Guest Columnists

A new day for eggs in the U.S.

Eggs for sale in the dairy case at the Johnson Avenue Hy-Vee in Cedar Rapids on Thursday, February 6, 2014. (Stephen Mally/The Gazette)
Eggs for sale in the dairy case at the Johnson Avenue Hy-Vee in Cedar Rapids on Thursday, February 6, 2014. (Stephen Mally/The Gazette)

Eggs are a nutritional powerhouse.

By themselves, or as a key ingredient in other foods, eggs represent a delicious and critical part of the American diet. Eggs’ popularity is not limited to the United States, though. They are a much beloved staple in diets around the world.

Eggs are also a major economic driver across the United States — especially in Iowa. In the Hawkeye State alone, there are more than 30 egg producing companies accounting for around $2-billion in sales, over 8,500 jobs and more than $23-million in tax revenue going back to the state.

Significantly, these impressive figures are almost entirely from sales within the United States. In fact, less than five percent of the country’s shell eggs are exported.

Increasingly, U.S. egg producers are looking to find new customers and open new markets outside the U.S. as they fill the growing global demand for eggs. After all, 96 percent of the world’s population lives outside the United States.

The American Egg Board, a commodity marketing board tasked with increasing the demand for U.S. eggs and egg products through research, education and marketing programs, is also expanding to support its industry. In fact, for the first time in its history, AEB has deemed exports a key strategic priority. Going forward, the American Egg Board, in cooperation with its export marketing partner, the USA Poultry & Egg Export Council (USAPEEC), will proactively support the development of new markets outside the United States — where great opportunities for growth exist.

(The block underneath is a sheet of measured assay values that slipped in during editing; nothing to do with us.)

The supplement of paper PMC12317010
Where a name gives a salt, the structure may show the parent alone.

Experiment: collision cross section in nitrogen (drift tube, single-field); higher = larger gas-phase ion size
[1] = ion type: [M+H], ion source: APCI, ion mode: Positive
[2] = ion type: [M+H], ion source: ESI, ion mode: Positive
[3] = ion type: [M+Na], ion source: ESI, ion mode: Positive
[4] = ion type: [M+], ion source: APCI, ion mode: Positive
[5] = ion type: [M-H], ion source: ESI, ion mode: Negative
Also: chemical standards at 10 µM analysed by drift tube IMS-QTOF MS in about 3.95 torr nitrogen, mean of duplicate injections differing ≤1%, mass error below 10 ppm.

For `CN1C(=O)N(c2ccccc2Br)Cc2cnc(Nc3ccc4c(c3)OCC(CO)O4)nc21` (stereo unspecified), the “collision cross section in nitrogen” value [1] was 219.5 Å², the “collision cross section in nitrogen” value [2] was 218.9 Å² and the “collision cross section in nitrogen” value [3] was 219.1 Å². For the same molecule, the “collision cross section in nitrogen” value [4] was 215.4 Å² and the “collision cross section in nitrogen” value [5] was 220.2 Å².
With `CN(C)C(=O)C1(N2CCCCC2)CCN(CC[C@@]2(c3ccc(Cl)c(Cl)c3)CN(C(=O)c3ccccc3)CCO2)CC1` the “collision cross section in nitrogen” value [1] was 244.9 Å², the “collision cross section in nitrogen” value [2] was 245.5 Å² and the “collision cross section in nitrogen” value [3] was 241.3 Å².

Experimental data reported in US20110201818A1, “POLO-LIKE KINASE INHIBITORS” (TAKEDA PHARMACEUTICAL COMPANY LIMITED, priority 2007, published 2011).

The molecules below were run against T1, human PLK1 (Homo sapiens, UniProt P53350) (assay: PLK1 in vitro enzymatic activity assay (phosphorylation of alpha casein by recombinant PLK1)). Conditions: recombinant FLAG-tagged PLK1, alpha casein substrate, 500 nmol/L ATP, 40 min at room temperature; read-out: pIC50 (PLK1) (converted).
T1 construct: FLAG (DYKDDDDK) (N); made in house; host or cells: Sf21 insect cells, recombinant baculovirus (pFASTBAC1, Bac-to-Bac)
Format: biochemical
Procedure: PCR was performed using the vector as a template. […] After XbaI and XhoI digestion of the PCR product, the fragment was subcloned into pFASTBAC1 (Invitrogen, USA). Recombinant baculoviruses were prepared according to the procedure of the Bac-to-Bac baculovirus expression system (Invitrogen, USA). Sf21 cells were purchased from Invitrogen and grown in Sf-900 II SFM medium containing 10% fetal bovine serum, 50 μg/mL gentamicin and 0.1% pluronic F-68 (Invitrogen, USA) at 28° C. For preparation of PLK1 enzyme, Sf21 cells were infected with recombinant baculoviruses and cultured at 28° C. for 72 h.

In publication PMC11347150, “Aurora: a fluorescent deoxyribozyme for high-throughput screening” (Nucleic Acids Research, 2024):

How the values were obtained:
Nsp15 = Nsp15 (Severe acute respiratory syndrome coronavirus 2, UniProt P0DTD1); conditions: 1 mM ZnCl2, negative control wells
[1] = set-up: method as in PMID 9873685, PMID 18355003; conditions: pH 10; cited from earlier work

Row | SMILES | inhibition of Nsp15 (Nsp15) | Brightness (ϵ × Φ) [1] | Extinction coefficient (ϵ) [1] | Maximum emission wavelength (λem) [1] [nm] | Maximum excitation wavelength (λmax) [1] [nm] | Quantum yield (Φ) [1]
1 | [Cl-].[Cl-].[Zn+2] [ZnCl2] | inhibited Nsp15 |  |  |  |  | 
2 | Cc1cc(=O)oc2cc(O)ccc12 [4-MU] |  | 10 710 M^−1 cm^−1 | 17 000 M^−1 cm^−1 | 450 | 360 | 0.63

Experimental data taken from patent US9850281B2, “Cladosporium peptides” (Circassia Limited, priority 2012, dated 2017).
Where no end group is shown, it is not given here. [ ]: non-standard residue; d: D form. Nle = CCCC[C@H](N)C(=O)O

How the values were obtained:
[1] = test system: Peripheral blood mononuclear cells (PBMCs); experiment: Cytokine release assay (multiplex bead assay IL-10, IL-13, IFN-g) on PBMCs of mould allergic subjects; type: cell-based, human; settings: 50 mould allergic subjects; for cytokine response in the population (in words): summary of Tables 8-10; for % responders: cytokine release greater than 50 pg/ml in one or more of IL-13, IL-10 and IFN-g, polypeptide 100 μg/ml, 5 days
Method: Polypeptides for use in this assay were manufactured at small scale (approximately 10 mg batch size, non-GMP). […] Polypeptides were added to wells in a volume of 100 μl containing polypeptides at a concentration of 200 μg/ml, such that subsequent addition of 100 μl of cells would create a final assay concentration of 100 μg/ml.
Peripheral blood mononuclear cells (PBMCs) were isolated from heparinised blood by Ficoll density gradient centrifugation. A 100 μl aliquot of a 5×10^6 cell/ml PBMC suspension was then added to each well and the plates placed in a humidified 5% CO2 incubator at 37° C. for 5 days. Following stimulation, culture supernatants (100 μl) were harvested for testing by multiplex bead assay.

AEB has already hit the ground running. Late this past summer, we had the honor of leading the first-ever, egg-only trade mission to Mexico where representatives from the U.S. egg industry engaged with Mexican egg industry leaders, U.S. trade and diplomatic leaders and end users and producers of egg products, including Grupo Bimbo, the world’s largest industrial bakery.

Weeks later, we were thrilled to join the historic, first-of-its-kind, multi-commodity trade visit to Cuba since the U.S. began normalizing relations with the country earlier in 2016. Both trade missions represent the vibrant efforts of egg farmers to reach markets beyond their borders.


Earlier this month, American shell eggs were shipped — for the first time by air — to South Korea after that country lifted its import restrictions in response to their devastating bird flu outbreak, similar to the severe outbreak the U.S. experienced in the recent past and from which we’ve fully recovered. As a result, U.S. shell eggs are now available in Korea.

In 2017, the American Egg Board is prioritizing its efforts to support egg exports, including sharing quick response information to producers stepping in to fill the void when unfortunate outbreaks occur, as well as developing innovative promotional programs involving research, best practices demonstrations and marketing materials.

Through it all, one thing is clear — the appeal of the Incredible Edible Egg™ is universal.

• Anne Alonzo is President and CEO of the American Egg Board. Blair Van Zetten is the Producer Chairman of the American Egg Board and President of Oskaloosa Food Products Corporation in Oskaloosa.



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